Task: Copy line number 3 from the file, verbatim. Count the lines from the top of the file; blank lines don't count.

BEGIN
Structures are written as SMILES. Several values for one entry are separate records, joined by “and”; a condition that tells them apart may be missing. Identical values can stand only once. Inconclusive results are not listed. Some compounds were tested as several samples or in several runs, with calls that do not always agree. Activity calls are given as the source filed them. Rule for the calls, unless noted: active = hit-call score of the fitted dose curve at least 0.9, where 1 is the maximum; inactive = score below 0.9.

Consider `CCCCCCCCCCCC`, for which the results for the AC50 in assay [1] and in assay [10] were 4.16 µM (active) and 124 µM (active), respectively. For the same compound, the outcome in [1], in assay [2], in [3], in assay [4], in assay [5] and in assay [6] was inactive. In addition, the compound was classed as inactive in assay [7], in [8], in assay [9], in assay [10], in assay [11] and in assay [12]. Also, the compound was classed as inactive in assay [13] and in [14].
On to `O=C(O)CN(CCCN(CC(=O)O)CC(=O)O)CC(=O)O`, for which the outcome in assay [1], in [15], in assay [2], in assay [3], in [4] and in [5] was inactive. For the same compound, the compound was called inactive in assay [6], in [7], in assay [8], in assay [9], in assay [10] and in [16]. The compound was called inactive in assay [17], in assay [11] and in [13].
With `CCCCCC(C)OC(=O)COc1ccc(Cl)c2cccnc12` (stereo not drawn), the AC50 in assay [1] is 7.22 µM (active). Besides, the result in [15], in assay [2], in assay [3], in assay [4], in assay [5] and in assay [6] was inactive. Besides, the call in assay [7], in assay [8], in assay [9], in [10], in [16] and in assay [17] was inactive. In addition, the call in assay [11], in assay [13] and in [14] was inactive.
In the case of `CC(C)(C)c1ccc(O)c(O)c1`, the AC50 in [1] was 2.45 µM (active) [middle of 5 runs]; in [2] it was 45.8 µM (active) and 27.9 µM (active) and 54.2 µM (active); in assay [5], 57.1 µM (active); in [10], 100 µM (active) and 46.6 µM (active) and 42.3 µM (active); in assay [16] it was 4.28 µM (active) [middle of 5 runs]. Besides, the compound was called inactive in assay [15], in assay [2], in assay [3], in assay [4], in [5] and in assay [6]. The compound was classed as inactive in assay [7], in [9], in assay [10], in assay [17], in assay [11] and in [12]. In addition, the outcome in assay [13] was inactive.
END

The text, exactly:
On to `O=C(O)CN(CCCN(CC(=O)O)CC(=O)O)CC(=O)O`, for which the outcome in assay [1], in [15], in assay [2], in assay [3], in [4] and in [5] was inactive. For the same compound, the compound was called inactive in assay [6], in [7], in assay [8], in assay [9], in assay [10] and in [16]. The compound was called inactive in assay [17], in assay [11] and in [13].